is a modern-day Jonathan Edwards–happily and intensely committed
to the beauty of God–with perhaps a bit more punch and passion! Here
are 120 daily readings about the sovereignty of God and the pleasures
of knowing Him. There is also a second volume, only available in hardcover
A Light for My Path: Meeting God in 365 Key Chapters of the Bible
by Kenneth & Karen Boa (Vine Books, $13.99). For those wanting a basic
handbook to guide them through the Bible in a year. Each entry is brief,
workmanlike, clear. This is a very useful overview of most of the Scripture,
both devotional and informative.
Readings for Ragamuffins by Brennan Manning (HarperCollins,
$14.00). A mystic. A lover. A proclaimer. A kind and good man. A storyteller.
With poetic, gut-wrenching prose, this popular author reminds us of God’s
extraordinary grace. Pick up any page and recall that you are God’s beloved.
(For the true Manning fan, there are excerpts here from some of his lesser-known
books and even some that have been long out of print. This truly is a
rich treasure trove!)
Listen to Your Life: Daily Readings by Frederick Buechner
(HarperCollins, $14.00). Buechner is certainly one of the foremost
Christians writing in our day. Preacher, novelist, memoirist, theologian,
essayist, literary critic, Mr. Buechner reminds us that God works in every
detail of our lives, if only we pay attention. One good and well-read
H&M staff member who is quite a connoisseur of daily devotionals has declared
this to be the best book of its kind.
Moments With the Savior: A Devotional Life of Christ by Ken
Gire (Zondervan, $17.99). Gire is a touching writer, wonderful crafting
fine lines, good metaphors, delightful images. As the back jacket copy
accurately puts it, “A richly textured tapestry woven with threads of
humanity and divinity [this] reveals afresh the Lord who calls you closer
to a more intimate relationship with him.”Â Very, very nice.
Near Unto God by Abraham Kuyper (CRC Publications, $13.95).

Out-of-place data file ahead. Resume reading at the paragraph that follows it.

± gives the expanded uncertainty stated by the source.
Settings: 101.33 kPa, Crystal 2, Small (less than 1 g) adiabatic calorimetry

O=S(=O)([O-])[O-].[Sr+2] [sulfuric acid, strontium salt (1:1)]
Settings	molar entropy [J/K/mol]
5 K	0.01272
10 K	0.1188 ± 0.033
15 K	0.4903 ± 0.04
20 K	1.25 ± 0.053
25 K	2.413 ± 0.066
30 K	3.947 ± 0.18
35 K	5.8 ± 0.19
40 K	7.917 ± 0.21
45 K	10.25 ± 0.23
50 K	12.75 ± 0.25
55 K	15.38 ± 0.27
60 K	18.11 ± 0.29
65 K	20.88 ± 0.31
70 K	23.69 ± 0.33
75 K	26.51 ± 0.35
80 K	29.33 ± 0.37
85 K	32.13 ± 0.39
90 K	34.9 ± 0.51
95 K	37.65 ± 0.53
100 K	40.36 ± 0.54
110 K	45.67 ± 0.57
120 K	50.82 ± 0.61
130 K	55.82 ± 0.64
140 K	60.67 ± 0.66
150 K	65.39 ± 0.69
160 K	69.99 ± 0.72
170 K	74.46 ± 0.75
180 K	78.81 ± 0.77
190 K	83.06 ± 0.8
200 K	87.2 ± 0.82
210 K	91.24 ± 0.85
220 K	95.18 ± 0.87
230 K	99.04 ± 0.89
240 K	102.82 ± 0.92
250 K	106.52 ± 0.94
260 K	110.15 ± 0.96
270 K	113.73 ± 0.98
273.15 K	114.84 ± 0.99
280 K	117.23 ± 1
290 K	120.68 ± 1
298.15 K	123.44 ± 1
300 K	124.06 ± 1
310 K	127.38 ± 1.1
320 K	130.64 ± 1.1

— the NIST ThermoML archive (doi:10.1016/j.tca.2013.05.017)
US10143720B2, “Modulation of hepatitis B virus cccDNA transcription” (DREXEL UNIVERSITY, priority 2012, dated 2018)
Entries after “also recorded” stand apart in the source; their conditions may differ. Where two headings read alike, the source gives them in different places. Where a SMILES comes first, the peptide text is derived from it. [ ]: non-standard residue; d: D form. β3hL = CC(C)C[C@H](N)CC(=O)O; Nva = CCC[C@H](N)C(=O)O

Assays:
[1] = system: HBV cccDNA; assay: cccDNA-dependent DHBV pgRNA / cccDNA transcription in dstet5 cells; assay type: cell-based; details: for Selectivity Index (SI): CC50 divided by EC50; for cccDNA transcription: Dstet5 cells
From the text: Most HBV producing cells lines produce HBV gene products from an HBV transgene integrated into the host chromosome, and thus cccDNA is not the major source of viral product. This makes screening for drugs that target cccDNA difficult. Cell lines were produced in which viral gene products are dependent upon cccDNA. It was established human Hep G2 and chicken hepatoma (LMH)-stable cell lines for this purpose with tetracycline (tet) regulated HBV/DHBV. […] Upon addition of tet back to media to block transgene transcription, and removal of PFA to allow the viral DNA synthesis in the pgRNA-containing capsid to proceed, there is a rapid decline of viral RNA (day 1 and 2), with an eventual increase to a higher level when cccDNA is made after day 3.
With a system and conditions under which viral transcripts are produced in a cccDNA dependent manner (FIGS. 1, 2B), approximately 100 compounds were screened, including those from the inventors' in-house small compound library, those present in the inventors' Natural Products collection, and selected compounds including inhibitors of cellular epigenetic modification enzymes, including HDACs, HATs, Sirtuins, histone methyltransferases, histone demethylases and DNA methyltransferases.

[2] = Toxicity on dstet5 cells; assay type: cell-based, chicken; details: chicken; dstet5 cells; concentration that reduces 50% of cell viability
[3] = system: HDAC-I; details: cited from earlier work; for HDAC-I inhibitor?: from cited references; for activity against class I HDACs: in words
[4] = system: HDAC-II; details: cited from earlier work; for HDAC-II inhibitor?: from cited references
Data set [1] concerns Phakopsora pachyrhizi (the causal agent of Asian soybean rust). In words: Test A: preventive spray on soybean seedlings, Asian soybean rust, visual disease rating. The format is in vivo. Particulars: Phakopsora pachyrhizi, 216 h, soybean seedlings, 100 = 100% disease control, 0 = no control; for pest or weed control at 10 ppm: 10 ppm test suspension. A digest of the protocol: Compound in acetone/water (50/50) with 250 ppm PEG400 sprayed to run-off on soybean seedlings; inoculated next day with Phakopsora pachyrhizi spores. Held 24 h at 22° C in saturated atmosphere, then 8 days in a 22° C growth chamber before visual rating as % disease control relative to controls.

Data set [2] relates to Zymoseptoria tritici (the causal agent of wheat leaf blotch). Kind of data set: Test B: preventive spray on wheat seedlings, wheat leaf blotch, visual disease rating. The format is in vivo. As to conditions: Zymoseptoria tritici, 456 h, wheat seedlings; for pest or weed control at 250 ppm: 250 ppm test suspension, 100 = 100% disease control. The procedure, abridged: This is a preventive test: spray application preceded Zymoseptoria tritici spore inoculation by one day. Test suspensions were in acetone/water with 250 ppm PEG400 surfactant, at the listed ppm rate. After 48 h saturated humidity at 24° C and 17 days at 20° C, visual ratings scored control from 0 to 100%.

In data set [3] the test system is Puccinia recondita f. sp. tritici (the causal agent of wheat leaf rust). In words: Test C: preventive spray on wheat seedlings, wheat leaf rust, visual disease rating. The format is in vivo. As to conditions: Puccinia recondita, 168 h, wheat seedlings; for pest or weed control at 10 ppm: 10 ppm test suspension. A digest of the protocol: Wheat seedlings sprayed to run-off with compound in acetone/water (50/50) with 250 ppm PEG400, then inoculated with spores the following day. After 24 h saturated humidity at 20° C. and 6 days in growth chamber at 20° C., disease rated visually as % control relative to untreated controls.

Even a brief list of daily devotionals from Hearts & Minds would be
amiss if we didn’t cite this lovely collection from our Dutch statesmen–Christian
activist hero, A.K. The beautiful and informative forward by the contemporary
version’s editor, James Schaap, reminds us that Kuyper’s worldviewish
cultural work was rooted deeply in his spirituality. Some, I am afraid,
admire Kuyper’s social witness but disregard his devotional life…
The Forever People: Living Today in Light of Eternity
by Joel Nederhood (Presbyterian & Reformed, $11.99). While it would
be inaccurate to suggest that Nederhood is a modern-day Kuyper, his delightful
devotions on heaven make for thrilling reading for those of us with a
down-to-Earth, wide-as-life discipleship. Nederhood is a great preacher,
a classic Reformed theologian, and obviously a man who can help us live
“in light of eternity.”Â Nicely done, with tasteful but contemporary packaging
and well-told stories.
Covenant of Justice by James Skillen (Center for Public
Justice, $13.95). I know of no devotional or collection of readings
which are so solidly biblical and so profoundly applicable to contemporary
public life. Skillen may be the sharpest working political philosopher
today. Here, you see his love for Scripture and his unique insight into
the creation-renewing drama which unfolds in God’s Word and is disclosed
in Christ. Not just for political science majors or public servants, this
devotional will surely be a gift of insight for anyone who claims to love
the Bible. Highly recommended.
Daily Splashes of Joy: 365 Gems to Sparkle Your Day by Barbara
Johnson (Word, $16.99). Some may be surprised to see this collection
from the “Queen of Encouragement”Â–the “Geranium Lady”Â on our rather